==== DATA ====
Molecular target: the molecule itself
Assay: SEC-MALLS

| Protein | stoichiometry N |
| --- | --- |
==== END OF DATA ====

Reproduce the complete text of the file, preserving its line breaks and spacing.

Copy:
Molecular target: the molecule itself
Assay: SEC-MALLS

| Protein | stoichiometry N |
| --- | --- |